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Refuge Manager at Loxahatchee Wins National Take Pride Award


November 9, 2005

Tom MacKenzie, 404/679-7291
Mark Musaus, 561-732-3684

Mark Musaus, refuge manager at the Arthur R. Marshall Loxahatchee National Wildlife Refuge in Boynton Beach, recently received the 2005 National Take Pride Award for outstanding U.S. Fish and Wildlife Service Public Lands Manager. The Department of Interior award is presented annually.

“Mark’s leadership has forged new partnerships and strengthened existing ones, and the refuge’s programs are thriving as a result,” said Sam D. Hamilton, the Service’s Southeast Regional Director. “For instance, through these partnerships, Mark has more than tripled the amount of funding available to control invasive exotics, such as the melaleuca tree, on the refuge.”

Musaus has also created a partnership with the Arthur R. Marshall Foundation which is involved in restoring and preserving the Everglades. The Foundation annually helps recruit more than 400 volunteers (children and adults) to help restore old growth cypress habitat on the refuge. To date, more than 10,000 seedlings have been planted on more than 10 acres on the refuge.

The refuge manager at Loxahatchee for seven years, Musaus also serves on the Refuge System’s National Mentor Team to start new Friends groups for refuges and increase volunteer efforts with established groups. Loxahatchee’s group of volunteers, Friends of Loxahatchee National Wildlife Refuge, recently donated more than $35,000 to help fund a new fishing pier that will be built at refuge headquarters. The group also operates a bookstore in the refuge visitor center. Bookstore funds support refuge educational and environmental programs.

In partnership with the Audubon Society of the Everglades, Loxahatchee hosts the Everglades Day Festival on the second Saturday each February. More than 3,000 visitors attended the event last February and enjoyed guided walks and educational programs.

Throughout the year, more than 300,000 people enjoy refreshed boat ramps, a 12-mile bike trail with scenic views and opportunities to see wildlife, and a high school student program for environmental education field trips.

“We have changed the image of the refuge from one that was negative because the refuge was closed to the public to one where the refuge is known as a great place to experience nature, see wildlife, and lean more about the Everglades,” said Musaus.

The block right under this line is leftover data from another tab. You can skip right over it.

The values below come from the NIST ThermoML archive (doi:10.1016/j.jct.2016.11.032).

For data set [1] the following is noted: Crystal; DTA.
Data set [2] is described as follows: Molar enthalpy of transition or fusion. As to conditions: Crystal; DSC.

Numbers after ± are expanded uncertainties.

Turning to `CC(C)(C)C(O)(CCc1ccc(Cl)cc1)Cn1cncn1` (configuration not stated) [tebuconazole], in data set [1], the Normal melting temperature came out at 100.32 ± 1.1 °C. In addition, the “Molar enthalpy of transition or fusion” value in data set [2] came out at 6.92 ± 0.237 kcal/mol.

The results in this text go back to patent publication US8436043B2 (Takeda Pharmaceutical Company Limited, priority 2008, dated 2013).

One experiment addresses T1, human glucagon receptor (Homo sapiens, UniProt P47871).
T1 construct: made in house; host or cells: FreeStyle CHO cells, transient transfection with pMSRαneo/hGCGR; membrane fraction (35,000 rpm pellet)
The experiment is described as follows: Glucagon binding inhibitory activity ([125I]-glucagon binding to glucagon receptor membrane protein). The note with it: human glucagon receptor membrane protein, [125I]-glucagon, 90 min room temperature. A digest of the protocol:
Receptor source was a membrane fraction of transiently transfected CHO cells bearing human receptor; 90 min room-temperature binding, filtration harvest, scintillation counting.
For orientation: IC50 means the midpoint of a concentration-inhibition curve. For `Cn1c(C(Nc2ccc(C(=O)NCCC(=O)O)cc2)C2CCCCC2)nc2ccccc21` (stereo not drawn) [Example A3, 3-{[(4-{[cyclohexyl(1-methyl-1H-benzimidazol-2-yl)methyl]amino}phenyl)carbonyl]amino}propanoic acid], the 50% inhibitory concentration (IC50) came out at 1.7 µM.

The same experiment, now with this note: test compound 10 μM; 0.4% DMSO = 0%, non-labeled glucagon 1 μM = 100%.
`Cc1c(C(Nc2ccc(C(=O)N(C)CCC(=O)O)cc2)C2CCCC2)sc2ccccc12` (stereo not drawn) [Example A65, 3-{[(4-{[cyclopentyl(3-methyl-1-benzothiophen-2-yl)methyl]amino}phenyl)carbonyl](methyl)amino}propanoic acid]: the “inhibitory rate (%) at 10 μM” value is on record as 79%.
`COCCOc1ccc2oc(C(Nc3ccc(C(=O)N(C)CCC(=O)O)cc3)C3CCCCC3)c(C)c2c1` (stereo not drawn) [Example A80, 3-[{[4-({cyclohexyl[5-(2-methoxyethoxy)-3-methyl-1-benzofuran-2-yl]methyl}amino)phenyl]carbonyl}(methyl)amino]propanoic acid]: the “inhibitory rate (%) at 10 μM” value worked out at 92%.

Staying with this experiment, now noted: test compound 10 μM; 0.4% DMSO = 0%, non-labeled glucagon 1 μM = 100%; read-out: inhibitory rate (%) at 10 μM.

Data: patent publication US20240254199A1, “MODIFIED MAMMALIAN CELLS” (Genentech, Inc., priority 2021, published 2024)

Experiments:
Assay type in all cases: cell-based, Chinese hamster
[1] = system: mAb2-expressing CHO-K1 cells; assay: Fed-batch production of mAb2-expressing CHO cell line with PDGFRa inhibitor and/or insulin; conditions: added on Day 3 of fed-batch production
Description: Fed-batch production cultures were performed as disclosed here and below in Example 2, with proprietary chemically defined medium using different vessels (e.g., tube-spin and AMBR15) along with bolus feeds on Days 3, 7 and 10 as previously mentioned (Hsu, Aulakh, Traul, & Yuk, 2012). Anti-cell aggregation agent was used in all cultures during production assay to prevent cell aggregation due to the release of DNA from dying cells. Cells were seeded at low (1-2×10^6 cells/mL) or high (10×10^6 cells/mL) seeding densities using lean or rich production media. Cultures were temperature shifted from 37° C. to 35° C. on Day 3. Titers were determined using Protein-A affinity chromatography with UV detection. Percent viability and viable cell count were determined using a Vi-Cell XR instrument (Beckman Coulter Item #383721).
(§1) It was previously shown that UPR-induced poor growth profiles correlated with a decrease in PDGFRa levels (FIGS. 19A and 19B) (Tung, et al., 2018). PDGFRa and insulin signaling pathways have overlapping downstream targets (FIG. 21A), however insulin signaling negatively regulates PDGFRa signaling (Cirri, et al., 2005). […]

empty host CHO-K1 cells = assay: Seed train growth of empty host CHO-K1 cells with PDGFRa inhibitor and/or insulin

Musaus started his Service career as a student trainee at Loxahatchee National Wildlife Refuge during the summer of 1974. Since then he has served at several Southeastern refuges before returning to Loxahatchee as refuge manager. He worked at the following refuges as either assistant manager or deputy project leader: Choctaw NWR in Jackson, Alabama; J. N. “Ding” Darling NWR in Sanibel, Florida; Piedmont NWR in Round Oak, Georgia; Tennessee NWR in Paris, Tennessee; and Savannah Coastal Refuges in Georgia.

“There are lots of refuge managers across the country doing great things for natural resources and the public that are worthy of recognition,” said Musaus about receiving his Take Pride Award. “I am honored to represent them as well.”

Established in 1951, the 147,392-acre Arthur R. Marshall Loxahatchee NWR occupies the last of the northern Everglades. More than 250 different species of birds, including the endangered Everglades snail kite, use the refuge’s wetlands. American alligators can also be seen on the refuge.

The U.S. Fish and Wildlife Service is the principal federal agency responsible for conserving, protecting and enhancing fish, wildlife, plants, and their habitats for the continuing benefit of the American people. The Service manages the 95-million-acre National Wildlife Refuge System which encompasses 545 national wildlife refuges, thousands of small wetlands, and other special management areas. It also operates 70 national fish hatcheries, 64 fishery resource offices, and 78 ecological services field stations. The agency enforces federal wildlife laws, administers the Endangered Species Act, manages migratory bird populations, restores nationally significant fisheries, conserves and restores wildlife habitat such as wetlands, and helps foreign governments with their conservation efforts. It also oversees the Federal Aid program that distributes hundreds of millions of dollars in excise taxes on fishing and hunting equipment to state fish and wildlife agencies.

Mark Musaus
Mark Musaus

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